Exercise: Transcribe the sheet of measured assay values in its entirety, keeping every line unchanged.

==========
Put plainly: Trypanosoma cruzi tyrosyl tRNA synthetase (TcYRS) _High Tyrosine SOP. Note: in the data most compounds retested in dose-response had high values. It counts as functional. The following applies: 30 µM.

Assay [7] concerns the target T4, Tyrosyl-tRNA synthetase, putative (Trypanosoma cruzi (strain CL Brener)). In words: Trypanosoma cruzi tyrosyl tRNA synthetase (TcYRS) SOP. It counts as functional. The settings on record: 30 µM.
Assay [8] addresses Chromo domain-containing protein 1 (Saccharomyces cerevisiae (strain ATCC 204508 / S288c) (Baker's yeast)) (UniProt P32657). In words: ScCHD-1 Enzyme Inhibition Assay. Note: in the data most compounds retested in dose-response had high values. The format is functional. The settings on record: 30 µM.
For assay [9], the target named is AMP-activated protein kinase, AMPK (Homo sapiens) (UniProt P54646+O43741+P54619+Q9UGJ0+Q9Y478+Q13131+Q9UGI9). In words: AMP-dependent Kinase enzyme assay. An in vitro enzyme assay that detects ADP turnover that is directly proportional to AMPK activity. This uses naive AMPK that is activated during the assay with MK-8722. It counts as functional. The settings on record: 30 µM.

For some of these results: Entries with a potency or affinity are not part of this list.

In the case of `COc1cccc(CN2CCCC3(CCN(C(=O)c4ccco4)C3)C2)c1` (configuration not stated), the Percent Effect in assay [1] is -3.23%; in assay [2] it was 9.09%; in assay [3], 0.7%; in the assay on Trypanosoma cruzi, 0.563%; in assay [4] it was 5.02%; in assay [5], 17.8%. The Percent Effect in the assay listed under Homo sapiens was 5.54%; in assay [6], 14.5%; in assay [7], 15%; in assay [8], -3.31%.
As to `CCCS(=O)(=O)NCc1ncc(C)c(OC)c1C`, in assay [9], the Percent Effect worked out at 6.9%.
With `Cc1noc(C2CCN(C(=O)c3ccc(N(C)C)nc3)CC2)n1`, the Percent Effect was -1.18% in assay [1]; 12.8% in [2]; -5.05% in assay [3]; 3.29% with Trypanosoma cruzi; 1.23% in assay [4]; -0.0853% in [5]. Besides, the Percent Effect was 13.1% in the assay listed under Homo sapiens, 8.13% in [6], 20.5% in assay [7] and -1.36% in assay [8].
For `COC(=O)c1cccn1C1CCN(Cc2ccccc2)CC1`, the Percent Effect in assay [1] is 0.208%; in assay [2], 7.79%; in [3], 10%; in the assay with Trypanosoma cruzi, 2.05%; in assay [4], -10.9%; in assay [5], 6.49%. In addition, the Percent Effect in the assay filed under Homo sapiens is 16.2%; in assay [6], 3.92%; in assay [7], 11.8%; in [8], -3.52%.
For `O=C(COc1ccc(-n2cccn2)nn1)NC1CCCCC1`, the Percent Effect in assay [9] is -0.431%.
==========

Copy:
Put plainly: Trypanosoma cruzi tyrosyl tRNA synthetase (TcYRS) _High Tyrosine SOP. Note: in the data most compounds retested in dose-response had high values. It counts as functional. The following applies: 30 µM.

Assay [7] concerns the target T4, Tyrosyl-tRNA synthetase, putative (Trypanosoma cruzi (strain CL Brener)). In words: Trypanosoma cruzi tyrosyl tRNA synthetase (TcYRS) SOP. It counts as functional. The settings on record: 30 µM.
Assay [8] addresses Chromo domain-containing protein 1 (Saccharomyces cerevisiae (strain ATCC 204508 / S288c) (Baker's yeast)) (UniProt P32657). In words: ScCHD-1 Enzyme Inhibition Assay. Note: in the data most compounds retested in dose-response had high values. The format is functional. The settings on record: 30 µM.
For assay [9], the target named is AMP-activated protein kinase, AMPK (Homo sapiens) (UniProt P54646+O43741+P54619+Q9UGJ0+Q9Y478+Q13131+Q9UGI9). In words: AMP-dependent Kinase enzyme assay. An in vitro enzyme assay that detects ADP turnover that is directly proportional to AMPK activity. This uses naive AMPK that is activated during the assay with MK-8722. It counts as functional. The settings on record: 30 µM.

For some of these results: Entries with a potency or affinity are not part of this list.

In the case of `COc1cccc(CN2CCCC3(CCN(C(=O)c4ccco4)C3)C2)c1` (configuration not stated), the Percent Effect in assay [1] is -3.23%; in assay [2] it was 9.09%; in assay [3], 0.7%; in the assay on Trypanosoma cruzi, 0.563%; in assay [4] it was 5.02%; in assay [5], 17.8%. The Percent Effect in the assay listed under Homo sapiens was 5.54%; in assay [6], 14.5%; in assay [7], 15%; in assay [8], -3.31%.
As to `CCCS(=O)(=O)NCc1ncc(C)c(OC)c1C`, in assay [9], the Percent Effect worked out at 6.9%.
With `Cc1noc(C2CCN(C(=O)c3ccc(N(C)C)nc3)CC2)n1`, the Percent Effect was -1.18% in assay [1]; 12.8% in [2]; -5.05% in assay [3]; 3.29% with Trypanosoma cruzi; 1.23% in assay [4]; -0.0853% in [5]. Besides, the Percent Effect was 13.1% in the assay listed under Homo sapiens, 8.13% in [6], 20.5% in assay [7] and -1.36% in assay [8].
For `COC(=O)c1cccn1C1CCN(Cc2ccccc2)CC1`, the Percent Effect in assay [1] is 0.208%; in assay [2], 7.79%; in [3], 10%; in the assay with Trypanosoma cruzi, 2.05%; in assay [4], -10.9%; in assay [5], 6.49%. In addition, the Percent Effect in the assay filed under Homo sapiens is 16.2%; in assay [6], 3.92%; in assay [7], 11.8%; in [8], -3.52%.
For `O=C(COc1ccc(-n2cccn2)nn1)NC1CCCCC1`, the Percent Effect in assay [9] is -0.431%.